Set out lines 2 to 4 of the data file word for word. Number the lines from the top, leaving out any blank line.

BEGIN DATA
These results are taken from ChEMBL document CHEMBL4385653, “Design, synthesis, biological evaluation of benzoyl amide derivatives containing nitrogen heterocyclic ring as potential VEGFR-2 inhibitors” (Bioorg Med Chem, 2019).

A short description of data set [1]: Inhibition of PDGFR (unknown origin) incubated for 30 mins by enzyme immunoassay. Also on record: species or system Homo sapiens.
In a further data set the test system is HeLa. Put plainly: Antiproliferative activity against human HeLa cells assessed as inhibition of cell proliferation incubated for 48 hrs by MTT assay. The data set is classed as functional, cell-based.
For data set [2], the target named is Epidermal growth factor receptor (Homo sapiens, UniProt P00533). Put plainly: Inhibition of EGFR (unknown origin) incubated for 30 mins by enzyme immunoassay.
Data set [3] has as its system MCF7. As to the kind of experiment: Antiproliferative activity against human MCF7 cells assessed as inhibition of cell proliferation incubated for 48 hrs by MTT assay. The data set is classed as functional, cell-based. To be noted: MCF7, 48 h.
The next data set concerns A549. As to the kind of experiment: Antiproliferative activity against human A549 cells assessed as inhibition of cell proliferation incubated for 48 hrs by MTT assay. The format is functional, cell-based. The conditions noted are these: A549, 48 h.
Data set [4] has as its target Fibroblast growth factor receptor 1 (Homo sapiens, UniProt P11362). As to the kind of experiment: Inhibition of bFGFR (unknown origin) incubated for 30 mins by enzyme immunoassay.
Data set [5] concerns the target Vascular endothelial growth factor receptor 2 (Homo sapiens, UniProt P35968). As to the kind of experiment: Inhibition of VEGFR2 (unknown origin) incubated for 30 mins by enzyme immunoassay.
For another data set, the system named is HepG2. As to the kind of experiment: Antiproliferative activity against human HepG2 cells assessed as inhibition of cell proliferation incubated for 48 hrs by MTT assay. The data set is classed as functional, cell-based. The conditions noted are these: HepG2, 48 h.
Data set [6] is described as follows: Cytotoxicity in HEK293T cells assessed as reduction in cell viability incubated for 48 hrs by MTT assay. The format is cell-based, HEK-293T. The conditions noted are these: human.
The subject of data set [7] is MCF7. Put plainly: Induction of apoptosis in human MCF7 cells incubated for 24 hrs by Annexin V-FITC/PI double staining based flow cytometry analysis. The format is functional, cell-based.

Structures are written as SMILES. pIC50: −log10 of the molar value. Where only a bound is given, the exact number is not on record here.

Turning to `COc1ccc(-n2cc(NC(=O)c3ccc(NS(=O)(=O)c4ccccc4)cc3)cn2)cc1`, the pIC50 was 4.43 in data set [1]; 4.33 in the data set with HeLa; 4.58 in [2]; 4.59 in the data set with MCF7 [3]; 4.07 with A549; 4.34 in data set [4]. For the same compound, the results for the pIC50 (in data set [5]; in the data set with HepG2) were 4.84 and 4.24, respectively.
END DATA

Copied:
A short description of data set [1]: Inhibition of PDGFR (unknown origin) incubated for 30 mins by enzyme immunoassay. Also on record: species or system Homo sapiens.
In a further data set the test system is HeLa. Put plainly: Antiproliferative activity against human HeLa cells assessed as inhibition of cell proliferation incubated for 48 hrs by MTT assay. The data set is classed as functional, cell-based.
For data set [2], the target named is Epidermal growth factor receptor (Homo sapiens, UniProt P00533). Put plainly: Inhibition of EGFR (unknown origin) incubated for 30 mins by enzyme immunoassay.